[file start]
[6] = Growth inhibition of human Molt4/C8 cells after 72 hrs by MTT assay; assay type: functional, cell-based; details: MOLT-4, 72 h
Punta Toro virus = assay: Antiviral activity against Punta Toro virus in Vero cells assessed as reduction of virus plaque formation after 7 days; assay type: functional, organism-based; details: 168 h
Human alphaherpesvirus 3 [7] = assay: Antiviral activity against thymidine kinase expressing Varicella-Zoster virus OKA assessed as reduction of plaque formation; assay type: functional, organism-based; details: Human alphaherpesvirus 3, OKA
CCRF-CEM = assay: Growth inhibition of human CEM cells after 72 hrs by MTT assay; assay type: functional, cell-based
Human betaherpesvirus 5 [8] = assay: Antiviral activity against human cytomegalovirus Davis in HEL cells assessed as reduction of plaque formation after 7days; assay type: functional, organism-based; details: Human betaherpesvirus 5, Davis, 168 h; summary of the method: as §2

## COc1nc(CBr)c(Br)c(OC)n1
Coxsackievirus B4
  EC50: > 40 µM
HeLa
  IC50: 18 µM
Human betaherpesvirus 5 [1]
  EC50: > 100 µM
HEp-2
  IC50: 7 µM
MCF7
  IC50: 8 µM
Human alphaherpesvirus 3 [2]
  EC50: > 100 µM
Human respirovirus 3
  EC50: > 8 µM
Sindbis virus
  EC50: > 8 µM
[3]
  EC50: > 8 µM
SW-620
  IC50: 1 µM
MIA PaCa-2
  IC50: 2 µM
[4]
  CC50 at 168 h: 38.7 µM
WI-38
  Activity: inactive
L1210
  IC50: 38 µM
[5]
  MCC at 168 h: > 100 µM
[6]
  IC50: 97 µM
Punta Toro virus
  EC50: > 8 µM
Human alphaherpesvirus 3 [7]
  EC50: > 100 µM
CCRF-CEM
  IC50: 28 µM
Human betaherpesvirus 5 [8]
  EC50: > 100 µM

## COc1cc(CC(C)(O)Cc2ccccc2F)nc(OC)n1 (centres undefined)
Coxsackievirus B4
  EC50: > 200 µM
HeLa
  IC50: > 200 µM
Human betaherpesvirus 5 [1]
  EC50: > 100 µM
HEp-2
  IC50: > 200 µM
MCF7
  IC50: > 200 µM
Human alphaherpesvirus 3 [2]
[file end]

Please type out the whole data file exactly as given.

[6] = Growth inhibition of human Molt4/C8 cells after 72 hrs by MTT assay; assay type: functional, cell-based; details: MOLT-4, 72 h
Punta Toro virus = assay: Antiviral activity against Punta Toro virus in Vero cells assessed as reduction of virus plaque formation after 7 days; assay type: functional, organism-based; details: 168 h
Human alphaherpesvirus 3 [7] = assay: Antiviral activity against thymidine kinase expressing Varicella-Zoster virus OKA assessed as reduction of plaque formation; assay type: functional, organism-based; details: Human alphaherpesvirus 3, OKA
CCRF-CEM = assay: Growth inhibition of human CEM cells after 72 hrs by MTT assay; assay type: functional, cell-based
Human betaherpesvirus 5 [8] = assay: Antiviral activity against human cytomegalovirus Davis in HEL cells assessed as reduction of plaque formation after 7days; assay type: functional, organism-based; details: Human betaherpesvirus 5, Davis, 168 h; summary of the method: as §2

## COc1nc(CBr)c(Br)c(OC)n1
Coxsackievirus B4
  EC50: > 40 µM
HeLa
  IC50: 18 µM
Human betaherpesvirus 5 [1]
  EC50: > 100 µM
HEp-2
  IC50: 7 µM
MCF7
  IC50: 8 µM
Human alphaherpesvirus 3 [2]
  EC50: > 100 µM
Human respirovirus 3
  EC50: > 8 µM
Sindbis virus
  EC50: > 8 µM
[3]
  EC50: > 8 µM
SW-620
  IC50: 1 µM
MIA PaCa-2
  IC50: 2 µM
[4]
  CC50 at 168 h: 38.7 µM
WI-38
  Activity: inactive
L1210
  IC50: 38 µM
[5]
  MCC at 168 h: > 100 µM
[6]
  IC50: 97 µM
Punta Toro virus
  EC50: > 8 µM
Human alphaherpesvirus 3 [7]
  EC50: > 100 µM
CCRF-CEM
  IC50: 28 µM
Human betaherpesvirus 5 [8]
  EC50: > 100 µM

## COc1cc(CC(C)(O)Cc2ccccc2F)nc(OC)n1 (centres undefined)
Coxsackievirus B4
  EC50: > 200 µM
HeLa
  IC50: > 200 µM
Human betaherpesvirus 5 [1]
  EC50: > 100 µM
HEp-2
  IC50: > 200 µM
MCF7
  IC50: > 200 µM
Human alphaherpesvirus 3 [2]